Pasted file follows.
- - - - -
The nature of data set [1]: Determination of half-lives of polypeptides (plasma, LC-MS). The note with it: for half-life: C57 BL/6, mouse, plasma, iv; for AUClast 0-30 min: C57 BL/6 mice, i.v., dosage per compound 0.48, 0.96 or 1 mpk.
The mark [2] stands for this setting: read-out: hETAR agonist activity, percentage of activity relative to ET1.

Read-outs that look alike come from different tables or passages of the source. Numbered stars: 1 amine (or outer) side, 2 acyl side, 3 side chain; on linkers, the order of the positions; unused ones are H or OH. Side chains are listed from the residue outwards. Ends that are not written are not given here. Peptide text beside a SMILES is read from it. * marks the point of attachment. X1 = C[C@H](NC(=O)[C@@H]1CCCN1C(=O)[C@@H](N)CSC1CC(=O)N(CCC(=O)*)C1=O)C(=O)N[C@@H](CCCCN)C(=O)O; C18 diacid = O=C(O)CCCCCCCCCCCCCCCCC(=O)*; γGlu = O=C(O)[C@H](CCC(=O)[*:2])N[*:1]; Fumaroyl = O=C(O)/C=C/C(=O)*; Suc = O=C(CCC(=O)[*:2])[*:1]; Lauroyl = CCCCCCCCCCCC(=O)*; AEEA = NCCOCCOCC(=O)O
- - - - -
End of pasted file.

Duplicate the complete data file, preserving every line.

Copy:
The nature of data set [1]: Determination of half-lives of polypeptides (plasma, LC-MS). The note with it: for half-life: C57 BL/6, mouse, plasma, iv; for AUClast 0-30 min: C57 BL/6 mice, i.v., dosage per compound 0.48, 0.96 or 1 mpk.
The mark [2] stands for this setting: read-out: hETAR agonist activity, percentage of activity relative to ET1.

Read-outs that look alike come from different tables or passages of the source. Numbered stars: 1 amine (or outer) side, 2 acyl side, 3 side chain; on linkers, the order of the positions; unused ones are H or OH. Side chains are listed from the residue outwards. Ends that are not written are not given here. Peptide text beside a SMILES is read from it. * marks the point of attachment. X1 = C[C@H](NC(=O)[C@@H]1CCCN1C(=O)[C@@H](N)CSC1CC(=O)N(CCC(=O)*)C1=O)C(=O)N[C@@H](CCCCN)C(=O)O; C18 diacid = O=C(O)CCCCCCCCCCCCCCCCC(=O)*; γGlu = O=C(O)[C@H](CCC(=O)[*:2])N[*:1]; Fumaroyl = O=C(O)/C=C/C(=O)*; Suc = O=C(CCC(=O)[*:2])[*:1]; Lauroyl = CCCCCCCCCCCC(=O)*; AEEA = NCCOCCOCC(=O)O